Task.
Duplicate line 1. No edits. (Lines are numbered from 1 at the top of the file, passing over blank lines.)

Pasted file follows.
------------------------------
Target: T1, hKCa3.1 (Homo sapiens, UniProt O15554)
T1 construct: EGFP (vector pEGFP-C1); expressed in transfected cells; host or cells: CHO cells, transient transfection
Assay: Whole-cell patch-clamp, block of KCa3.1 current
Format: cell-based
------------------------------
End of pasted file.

Target: T1, hKCa3.1 (Homo sapiens, UniProt O15554)